There is no way to visually tell where the meth was made. Crime Labs have what's called "ballistics" tests to look for common chemicals and there's a signature test that can test for common ingredients but saying Meth is Mexican meth withoug some good science and statements from witnesses is like saying all heroin is Mexican heroin.

Purity: I've seen homemade meth using the Ephedrine Reduction technique that turned out to be 90% pure and I've seized meth made in Mexico at 19% pure. There is no purity relationship to where it's made and traffickers dillute it several times at different levels before it gets to the streets.

That leads me to an important point. The flagship of DEA is it's state and local programs; they're task force programs. They're stuck in the multiple arrests, roundup mentality but a press release that reads something like this: "47 people were arrested today in a multi-state, multi-jurisdictional 14 month investigation that targeted large scale meth traffickers with strong links to Mexican organized crime. The entire organization was dismantled and the public is now more safer than they were before. The investigation is continuing and more arrests are expected. There were 25 different local, state, and federal law enforcement agencies that contributed to this effort."

Then you find out that all 47 were arrested. They're locals and 40 of them have one or two arrests. The drugs are 20 to 30% pure and the overtime and drug costs were worth more than the seized drugs. The press release was just a little creative writing assignment and the DEA Agent's who creatively write the best are now leading the Agency.

DEA is just taking advantage of the hype surrounding the Mexican border, illegal immigration, terrorism, and they know if they connect the hype to these issues they could get more people, more money, and more attention. They didn't get a budget increase and my friends in the Agency sense doom.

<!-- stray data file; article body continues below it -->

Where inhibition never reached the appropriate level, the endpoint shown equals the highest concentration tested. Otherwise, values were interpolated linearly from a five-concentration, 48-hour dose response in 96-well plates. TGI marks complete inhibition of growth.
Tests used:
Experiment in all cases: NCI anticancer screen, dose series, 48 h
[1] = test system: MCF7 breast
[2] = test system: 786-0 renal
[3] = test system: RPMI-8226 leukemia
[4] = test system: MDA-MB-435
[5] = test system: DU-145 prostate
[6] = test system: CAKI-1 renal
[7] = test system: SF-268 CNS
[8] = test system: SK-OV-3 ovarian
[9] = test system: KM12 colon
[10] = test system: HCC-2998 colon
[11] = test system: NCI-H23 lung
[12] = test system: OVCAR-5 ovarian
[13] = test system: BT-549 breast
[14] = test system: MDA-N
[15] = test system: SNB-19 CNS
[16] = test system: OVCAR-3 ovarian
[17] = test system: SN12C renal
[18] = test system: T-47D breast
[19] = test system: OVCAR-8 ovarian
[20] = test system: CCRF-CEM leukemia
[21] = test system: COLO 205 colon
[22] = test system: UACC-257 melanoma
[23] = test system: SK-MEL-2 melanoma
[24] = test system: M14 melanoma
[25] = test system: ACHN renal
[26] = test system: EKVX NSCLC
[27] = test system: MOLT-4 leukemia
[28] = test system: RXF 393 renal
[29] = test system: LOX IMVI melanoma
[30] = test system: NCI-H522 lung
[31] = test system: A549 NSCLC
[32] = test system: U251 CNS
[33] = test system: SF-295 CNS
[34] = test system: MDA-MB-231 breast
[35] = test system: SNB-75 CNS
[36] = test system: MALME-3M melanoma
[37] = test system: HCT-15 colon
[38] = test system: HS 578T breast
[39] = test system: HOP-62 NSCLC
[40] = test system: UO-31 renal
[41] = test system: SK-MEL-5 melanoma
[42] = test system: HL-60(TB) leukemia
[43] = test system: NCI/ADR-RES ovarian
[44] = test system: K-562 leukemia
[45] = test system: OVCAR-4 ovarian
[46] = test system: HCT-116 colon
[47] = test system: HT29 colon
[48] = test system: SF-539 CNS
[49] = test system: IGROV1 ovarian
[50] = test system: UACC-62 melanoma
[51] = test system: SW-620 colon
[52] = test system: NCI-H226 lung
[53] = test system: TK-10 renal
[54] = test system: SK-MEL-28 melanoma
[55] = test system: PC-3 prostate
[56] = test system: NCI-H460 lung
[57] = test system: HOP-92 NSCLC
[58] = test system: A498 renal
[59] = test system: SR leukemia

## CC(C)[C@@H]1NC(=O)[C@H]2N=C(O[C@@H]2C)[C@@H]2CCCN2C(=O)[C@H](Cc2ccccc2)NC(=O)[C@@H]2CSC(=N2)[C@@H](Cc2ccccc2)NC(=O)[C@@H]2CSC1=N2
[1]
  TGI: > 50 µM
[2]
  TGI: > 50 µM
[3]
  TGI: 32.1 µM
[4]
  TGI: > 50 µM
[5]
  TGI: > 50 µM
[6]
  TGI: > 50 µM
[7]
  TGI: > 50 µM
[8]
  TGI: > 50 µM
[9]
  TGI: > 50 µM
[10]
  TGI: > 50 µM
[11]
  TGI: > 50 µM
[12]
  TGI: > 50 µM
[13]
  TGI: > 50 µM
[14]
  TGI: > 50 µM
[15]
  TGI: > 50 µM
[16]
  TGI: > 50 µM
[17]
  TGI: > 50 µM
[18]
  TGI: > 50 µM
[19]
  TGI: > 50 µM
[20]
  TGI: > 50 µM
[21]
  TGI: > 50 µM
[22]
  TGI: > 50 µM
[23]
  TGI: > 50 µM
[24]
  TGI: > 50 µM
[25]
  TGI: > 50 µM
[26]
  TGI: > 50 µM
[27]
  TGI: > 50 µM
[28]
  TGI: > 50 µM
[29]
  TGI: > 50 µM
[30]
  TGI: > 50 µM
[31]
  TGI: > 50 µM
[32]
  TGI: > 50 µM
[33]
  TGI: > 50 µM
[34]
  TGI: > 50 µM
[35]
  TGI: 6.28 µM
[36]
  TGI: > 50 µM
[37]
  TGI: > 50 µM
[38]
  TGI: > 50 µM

The Drug Exaggeration Administration is finally reaping what they sow. They haven't targeted the right people for ten years and they are rightfully now the targets.

Gritsforbreakfast said...

Well there you have it. Thanks for the info!

800 pound gorilla said...

Let's be perfectly clear about Meth. Only about 4% of users get addicted. It can safely be stated that 99% of crime associated with meth is due to prohibition. Long-term use has never been good for the body even with meth produced with lower dosages and quality control - except for treatment of narcolepsy. It's like souped up caffeine - without all those side effects. You need less meth to enable a workaholic lifestyle - promoted by authority figures in this country. Workaholism contributes to a wide variety of health problems as does the party lifestyle and those lifestyles often work as a double whammy for "life in the fast land" - also widely promoted by authority figures in this country.
We can see that meth is not the problem. It is over reliance and chronic use that causes problems. Sporadic abuse does not lead to addiction or crime. The figures don't add up. That's why all the evidence is testimonial in nature - just as it is in other scams.

We have never had any governmental standards for drug restrictions - even for legal pharmaceuticals. We have never conducted serious studies or research into any drug - prior to criminalization. Without the studies of legally available drugs - not subject to black market abuses - there is no basis for criminalization. We just don't know whether legalizing meth is a good or bad idea and our government has never shown interest in verifying this as fact.

Rusty said...

EXCELLENT!!! Well done by all, good information and open discussion! 800 pound gorilla, YOU ROCK! Right on target!!!

Before 1914 there were NO illegal drugs in this country. The government said 1.3 % of the population is addicted to drugs, so they justified the Harrison drug act! 56 years later when the drug war was started the government justification was, 1.3% of our population is addicted to drugs! Today a " TRILLION " dollars later, thousands of lives ruined, 1.6 million Americans locked up every year! And your government will again justify this failed policy with "" 1.3% "" of our population is addicted to drugs????

There Has To Be A Better Way!

Rusty White
Speaker www.leap.cc

Rusty said...

EXCELLENT!!! Well done by all, good information and open discussion! 800 pound gorilla, YOU ROCK! Right on target!!!

Before 1914 there were NO illegal drugs in this country. The government said 1.3 % of the population is addicted to drugs, so they justified the Harrison drug act! 56 years later when the drug war was started the government justification was, 1.3% of our population is addicted to drugs! Today a " TRILLION " dollars later, thousands of lives ruined, 1.6 million Americans locked up every year! And your government will again justify this failed policy with "" 1.3% "" of our population is addicted to drugs????

There Has To Be A Better Way!

Rusty White
Speaker www.leap.cc

Anonymous said...

For your Immediate Attention Grits;

Convicted Meth makers now must register.

Border problems, terrorism, illegal immigration, and now attaching drug problems to things like child abuse, pedophiles, and sex offenses.

When you have people who know how to manipulate your mind, they do it, and they do it like this, I am horrified.

http://www.msnbc.msn.com/id/15971396/